A bow sight is a device that helps you aim your bow more accurately by providing a visual reference for where your arrow will hit the target. There are many different types of bow sights available, including fixed pin sights, adjustable pin sights, and single pin sights.
When choosing a bow sight for your archery setup, consider your shooting style, the type of tournament you'll be participating in, and your budget. Make sure to also practice with your bow sight before the tournament to ensure you're comfortable and familiar with how it works.
A release aid is a device that helps you release the bowstring more consistently and smoothly than using your fingers alone. It's especially useful for archers who are just starting out, as it can help you avoid common mistakes like jerking or flinching when you release the arrow. There are many different types of release aids available, including wrist strap releases, handheld releases, and thumb trigger releases.
When choosing a release aid for your archery setup, consider your personal preferences and shooting style. Practice with your chosen release aid before the tournament to ensure you're comfortable and familiar with how it works.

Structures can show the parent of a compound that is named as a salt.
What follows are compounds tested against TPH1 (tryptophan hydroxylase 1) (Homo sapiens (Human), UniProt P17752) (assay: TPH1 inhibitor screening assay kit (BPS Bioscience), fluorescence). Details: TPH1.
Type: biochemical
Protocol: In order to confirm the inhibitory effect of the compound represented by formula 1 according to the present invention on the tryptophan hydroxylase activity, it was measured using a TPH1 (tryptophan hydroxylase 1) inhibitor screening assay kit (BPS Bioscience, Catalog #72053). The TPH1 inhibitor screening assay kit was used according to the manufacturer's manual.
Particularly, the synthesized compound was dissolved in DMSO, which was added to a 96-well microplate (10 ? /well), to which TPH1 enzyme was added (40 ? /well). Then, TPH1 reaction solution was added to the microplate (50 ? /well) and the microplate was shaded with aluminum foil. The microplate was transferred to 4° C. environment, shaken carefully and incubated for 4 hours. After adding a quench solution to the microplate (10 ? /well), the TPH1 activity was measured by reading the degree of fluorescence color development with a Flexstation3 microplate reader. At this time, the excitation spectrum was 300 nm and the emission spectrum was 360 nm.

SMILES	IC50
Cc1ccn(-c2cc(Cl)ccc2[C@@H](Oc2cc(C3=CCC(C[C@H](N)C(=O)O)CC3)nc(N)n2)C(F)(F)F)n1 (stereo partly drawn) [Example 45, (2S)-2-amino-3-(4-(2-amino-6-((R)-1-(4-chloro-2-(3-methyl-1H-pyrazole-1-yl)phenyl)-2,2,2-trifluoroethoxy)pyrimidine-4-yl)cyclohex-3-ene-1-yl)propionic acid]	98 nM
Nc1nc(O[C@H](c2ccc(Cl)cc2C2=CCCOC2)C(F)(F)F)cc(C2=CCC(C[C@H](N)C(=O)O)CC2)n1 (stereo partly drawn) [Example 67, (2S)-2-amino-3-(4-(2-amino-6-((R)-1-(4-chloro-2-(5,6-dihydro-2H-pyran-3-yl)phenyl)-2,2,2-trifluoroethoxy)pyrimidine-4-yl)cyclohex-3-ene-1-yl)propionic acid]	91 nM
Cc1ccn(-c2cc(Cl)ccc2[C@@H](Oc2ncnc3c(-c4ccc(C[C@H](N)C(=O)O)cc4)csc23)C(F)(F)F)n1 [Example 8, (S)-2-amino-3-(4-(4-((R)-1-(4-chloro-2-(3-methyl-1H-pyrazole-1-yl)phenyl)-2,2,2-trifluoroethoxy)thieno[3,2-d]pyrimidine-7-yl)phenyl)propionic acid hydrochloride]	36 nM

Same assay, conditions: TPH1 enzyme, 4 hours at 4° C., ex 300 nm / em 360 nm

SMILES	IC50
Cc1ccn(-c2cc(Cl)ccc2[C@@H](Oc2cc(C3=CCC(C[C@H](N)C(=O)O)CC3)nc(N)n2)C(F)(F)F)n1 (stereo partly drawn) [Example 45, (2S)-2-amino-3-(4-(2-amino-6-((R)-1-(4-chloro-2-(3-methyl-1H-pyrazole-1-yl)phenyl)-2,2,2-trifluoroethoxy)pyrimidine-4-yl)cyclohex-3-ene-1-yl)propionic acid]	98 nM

Archery Tournaments: Other Accessories to Consider
In addition to the 7 essential items listed above, there are a few other accessories you may want to consider bringing to your archery tournament:
An armguard is a piece of protective equipment worn on the forearm to prevent injury from the bowstring during shooting. It can also prevent loose clothing or jewelry from getting caught in the bowstring and interfering with the shot. Armguards can be made of various materials, such as leather or synthetic materials, and come in different sizes to fit different arm lengths.
- Finger Tabs or Gloves
Finger tabs or gloves protect the fingers of the hand that pulls the bowstring from getting pinched or cut by the bowstring. They can also provide a consistent release point, improving accuracy and consistency in shooting. Finger tabs are typically made of leather or synthetic materials and come in various sizes and shapes to fit different finger lengths and preferences. Gloves are also available in different materials and sizes.
A stabilizer is a weight that attaches to the bow to help balance it during shooting. It can help reduce bow torque and improve accuracy by dampening vibrations and providing a smoother shot. It can also help balance your bow in windy conditions when participating in outdoor competitions. Stabilizers come in different lengths, weights, and materials, and the choice of stabilizer can depend on the archer's preference and shooting style.